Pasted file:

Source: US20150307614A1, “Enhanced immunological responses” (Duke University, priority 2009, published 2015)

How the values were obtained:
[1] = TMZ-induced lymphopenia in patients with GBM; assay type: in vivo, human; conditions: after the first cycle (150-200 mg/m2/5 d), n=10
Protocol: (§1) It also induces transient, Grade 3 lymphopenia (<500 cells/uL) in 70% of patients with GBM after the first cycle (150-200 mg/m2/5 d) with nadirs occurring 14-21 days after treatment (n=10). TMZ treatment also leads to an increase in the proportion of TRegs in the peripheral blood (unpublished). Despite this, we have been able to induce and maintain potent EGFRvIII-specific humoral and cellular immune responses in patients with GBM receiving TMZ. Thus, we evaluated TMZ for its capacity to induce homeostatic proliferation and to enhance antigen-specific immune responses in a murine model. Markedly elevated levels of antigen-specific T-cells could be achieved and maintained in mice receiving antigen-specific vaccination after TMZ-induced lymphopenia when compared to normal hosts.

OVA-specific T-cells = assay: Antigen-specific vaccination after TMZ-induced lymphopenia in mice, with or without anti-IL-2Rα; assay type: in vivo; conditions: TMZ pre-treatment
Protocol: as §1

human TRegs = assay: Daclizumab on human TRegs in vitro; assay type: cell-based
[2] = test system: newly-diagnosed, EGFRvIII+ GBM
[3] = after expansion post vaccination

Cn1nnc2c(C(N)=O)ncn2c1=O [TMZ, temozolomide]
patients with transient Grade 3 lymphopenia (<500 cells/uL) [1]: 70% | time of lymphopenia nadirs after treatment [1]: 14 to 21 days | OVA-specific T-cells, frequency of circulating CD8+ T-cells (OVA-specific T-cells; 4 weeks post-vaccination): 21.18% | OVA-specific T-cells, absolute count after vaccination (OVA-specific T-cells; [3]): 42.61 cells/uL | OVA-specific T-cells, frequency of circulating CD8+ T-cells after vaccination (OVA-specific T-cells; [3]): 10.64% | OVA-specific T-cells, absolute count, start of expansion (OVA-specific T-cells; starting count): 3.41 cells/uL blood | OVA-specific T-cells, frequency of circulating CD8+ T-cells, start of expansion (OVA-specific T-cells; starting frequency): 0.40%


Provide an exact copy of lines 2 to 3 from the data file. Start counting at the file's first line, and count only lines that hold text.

How the values were obtained:
[1] = TMZ-induced lymphopenia in patients with GBM; assay type: in vivo, human; conditions: after the first cycle (150-200 mg/m2/5 d), n=10